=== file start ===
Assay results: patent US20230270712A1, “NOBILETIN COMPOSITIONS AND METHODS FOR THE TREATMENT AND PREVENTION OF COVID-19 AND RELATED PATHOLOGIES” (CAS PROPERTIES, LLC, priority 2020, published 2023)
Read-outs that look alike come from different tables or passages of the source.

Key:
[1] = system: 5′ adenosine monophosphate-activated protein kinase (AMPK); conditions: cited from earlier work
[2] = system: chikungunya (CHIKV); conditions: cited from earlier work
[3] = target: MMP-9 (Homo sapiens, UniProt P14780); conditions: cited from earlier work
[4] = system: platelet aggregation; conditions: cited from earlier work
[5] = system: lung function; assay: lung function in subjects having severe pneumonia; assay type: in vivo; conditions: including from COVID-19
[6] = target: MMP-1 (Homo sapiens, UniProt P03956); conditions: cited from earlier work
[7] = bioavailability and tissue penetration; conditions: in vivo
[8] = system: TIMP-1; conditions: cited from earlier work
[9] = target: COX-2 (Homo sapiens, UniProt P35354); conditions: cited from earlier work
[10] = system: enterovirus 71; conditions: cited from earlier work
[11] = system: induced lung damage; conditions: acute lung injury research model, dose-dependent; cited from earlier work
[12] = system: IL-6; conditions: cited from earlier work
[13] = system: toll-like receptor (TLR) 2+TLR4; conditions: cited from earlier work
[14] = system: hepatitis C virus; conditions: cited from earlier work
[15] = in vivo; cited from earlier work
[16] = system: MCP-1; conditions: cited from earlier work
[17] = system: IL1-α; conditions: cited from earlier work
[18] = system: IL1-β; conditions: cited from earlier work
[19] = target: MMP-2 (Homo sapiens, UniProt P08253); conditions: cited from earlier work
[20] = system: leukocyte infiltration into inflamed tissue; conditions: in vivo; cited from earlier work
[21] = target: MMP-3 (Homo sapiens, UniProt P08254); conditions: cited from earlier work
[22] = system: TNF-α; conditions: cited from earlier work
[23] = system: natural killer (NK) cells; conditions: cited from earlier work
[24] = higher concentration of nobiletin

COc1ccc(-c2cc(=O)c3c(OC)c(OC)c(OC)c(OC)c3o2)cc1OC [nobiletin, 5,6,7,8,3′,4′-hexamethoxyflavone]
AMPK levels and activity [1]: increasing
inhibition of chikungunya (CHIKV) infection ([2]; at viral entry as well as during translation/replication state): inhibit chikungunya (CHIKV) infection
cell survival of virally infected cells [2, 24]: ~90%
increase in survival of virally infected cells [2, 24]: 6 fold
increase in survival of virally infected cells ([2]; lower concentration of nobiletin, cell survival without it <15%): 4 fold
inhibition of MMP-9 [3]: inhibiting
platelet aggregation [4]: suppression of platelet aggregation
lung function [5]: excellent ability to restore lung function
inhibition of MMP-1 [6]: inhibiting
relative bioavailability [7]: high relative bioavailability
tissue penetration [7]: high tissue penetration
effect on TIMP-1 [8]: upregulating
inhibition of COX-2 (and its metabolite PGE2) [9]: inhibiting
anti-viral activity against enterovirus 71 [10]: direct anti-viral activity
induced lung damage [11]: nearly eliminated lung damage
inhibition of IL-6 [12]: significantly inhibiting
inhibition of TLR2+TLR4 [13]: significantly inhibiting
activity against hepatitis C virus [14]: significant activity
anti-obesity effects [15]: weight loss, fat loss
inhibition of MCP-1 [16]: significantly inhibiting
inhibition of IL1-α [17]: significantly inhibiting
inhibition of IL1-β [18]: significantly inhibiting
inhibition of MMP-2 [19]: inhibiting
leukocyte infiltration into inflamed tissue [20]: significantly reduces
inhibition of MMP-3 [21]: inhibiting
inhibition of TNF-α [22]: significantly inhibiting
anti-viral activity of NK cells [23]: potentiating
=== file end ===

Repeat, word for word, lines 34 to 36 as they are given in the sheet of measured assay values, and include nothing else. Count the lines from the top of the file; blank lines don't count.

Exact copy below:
inhibition of MMP-9 [3]: inhibiting
platelet aggregation [4]: suppression of platelet aggregation
lung function [5]: excellent ability to restore lung function